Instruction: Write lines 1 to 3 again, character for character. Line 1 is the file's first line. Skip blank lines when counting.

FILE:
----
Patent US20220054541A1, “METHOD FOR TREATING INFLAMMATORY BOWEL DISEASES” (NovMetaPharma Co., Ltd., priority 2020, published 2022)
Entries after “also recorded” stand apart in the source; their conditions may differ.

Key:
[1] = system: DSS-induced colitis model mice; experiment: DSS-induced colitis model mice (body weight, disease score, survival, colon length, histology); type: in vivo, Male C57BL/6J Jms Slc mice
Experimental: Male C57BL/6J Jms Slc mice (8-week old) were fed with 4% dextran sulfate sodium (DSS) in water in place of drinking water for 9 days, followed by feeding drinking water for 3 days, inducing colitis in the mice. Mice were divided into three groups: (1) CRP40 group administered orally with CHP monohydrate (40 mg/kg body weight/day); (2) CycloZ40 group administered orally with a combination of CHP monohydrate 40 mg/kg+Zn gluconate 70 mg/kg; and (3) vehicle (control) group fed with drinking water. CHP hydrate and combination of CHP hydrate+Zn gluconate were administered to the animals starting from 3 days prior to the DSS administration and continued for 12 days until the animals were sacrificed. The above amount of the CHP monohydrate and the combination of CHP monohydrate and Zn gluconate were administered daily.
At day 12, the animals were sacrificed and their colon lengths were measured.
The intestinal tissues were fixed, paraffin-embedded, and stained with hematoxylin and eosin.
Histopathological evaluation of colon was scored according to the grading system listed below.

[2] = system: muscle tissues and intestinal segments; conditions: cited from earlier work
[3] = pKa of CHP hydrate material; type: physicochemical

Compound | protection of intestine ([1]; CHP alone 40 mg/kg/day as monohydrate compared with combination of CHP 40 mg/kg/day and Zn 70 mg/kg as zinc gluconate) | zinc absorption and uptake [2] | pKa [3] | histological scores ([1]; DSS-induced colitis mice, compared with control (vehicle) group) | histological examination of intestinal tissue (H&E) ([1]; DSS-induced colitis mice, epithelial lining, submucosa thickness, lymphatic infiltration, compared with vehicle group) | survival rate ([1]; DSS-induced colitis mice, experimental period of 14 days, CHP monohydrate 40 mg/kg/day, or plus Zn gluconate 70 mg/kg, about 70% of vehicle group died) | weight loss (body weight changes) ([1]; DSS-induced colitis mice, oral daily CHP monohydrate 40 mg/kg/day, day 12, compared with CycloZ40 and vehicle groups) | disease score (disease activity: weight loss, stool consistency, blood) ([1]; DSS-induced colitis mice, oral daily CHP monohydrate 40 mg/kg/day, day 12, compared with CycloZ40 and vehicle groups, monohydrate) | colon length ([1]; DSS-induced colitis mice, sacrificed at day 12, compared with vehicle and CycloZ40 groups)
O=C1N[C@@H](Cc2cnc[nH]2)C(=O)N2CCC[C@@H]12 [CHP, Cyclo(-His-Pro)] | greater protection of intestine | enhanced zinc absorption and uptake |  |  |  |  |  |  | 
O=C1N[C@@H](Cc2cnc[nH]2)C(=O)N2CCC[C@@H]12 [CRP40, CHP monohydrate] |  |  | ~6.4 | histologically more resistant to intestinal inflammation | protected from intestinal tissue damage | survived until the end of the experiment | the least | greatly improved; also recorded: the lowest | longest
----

Patent US20220054541A1, “METHOD FOR TREATING INFLAMMATORY BOWEL DISEASES” (NovMetaPharma Co., Ltd., priority 2020, published 2022)
Entries after “also recorded” stand apart in the source; their conditions may differ.

Key: